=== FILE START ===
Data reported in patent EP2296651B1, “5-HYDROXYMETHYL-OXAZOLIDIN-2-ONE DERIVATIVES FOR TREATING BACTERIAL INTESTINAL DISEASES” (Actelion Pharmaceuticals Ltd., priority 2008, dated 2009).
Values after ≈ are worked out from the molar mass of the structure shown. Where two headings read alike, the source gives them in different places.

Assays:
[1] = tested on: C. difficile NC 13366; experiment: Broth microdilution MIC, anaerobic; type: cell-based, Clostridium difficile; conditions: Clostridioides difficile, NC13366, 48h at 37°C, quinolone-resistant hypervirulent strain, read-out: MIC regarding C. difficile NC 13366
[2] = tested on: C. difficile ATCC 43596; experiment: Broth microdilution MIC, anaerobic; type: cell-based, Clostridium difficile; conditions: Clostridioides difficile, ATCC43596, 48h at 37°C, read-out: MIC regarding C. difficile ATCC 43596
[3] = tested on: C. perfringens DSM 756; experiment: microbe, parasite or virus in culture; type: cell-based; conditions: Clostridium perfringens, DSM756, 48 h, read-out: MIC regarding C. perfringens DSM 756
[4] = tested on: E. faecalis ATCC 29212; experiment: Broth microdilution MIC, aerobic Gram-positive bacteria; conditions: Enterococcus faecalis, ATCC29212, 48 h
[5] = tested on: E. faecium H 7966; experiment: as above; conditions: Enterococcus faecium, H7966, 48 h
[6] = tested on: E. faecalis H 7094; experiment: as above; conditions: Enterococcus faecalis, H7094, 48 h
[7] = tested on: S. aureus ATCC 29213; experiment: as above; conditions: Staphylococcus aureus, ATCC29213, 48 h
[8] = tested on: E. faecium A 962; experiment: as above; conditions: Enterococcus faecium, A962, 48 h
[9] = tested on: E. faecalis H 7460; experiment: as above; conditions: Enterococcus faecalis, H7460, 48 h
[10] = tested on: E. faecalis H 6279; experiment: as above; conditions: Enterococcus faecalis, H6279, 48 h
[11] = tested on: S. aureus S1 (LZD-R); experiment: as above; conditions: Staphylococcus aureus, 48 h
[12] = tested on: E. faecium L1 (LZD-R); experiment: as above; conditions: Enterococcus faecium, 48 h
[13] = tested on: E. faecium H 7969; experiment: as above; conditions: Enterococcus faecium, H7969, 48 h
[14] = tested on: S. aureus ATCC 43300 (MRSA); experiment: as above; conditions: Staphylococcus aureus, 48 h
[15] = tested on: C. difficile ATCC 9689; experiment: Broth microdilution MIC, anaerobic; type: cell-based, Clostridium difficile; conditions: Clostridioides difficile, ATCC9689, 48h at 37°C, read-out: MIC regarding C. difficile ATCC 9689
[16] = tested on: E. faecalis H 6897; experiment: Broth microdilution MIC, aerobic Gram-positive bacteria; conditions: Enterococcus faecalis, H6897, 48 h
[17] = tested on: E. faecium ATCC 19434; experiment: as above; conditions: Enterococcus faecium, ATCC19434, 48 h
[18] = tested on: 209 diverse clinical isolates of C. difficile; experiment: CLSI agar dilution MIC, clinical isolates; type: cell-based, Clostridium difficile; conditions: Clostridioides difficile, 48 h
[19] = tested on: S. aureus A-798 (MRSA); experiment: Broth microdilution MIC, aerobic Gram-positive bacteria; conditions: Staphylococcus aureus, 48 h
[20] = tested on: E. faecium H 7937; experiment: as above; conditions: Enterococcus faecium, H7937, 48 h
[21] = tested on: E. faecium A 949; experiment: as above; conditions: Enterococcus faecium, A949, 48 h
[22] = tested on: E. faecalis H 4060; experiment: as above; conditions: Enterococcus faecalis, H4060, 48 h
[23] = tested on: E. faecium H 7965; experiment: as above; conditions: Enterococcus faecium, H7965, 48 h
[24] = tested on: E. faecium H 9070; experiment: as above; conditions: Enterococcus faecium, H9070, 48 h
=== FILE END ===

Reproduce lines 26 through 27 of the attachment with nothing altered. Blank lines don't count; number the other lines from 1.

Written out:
[23] = tested on: E. faecium H 7965; experiment: as above; conditions: Enterococcus faecium, H7965, 48 h
[24] = tested on: E. faecium H 9070; experiment: as above; conditions: Enterococcus faecium, H9070, 48 h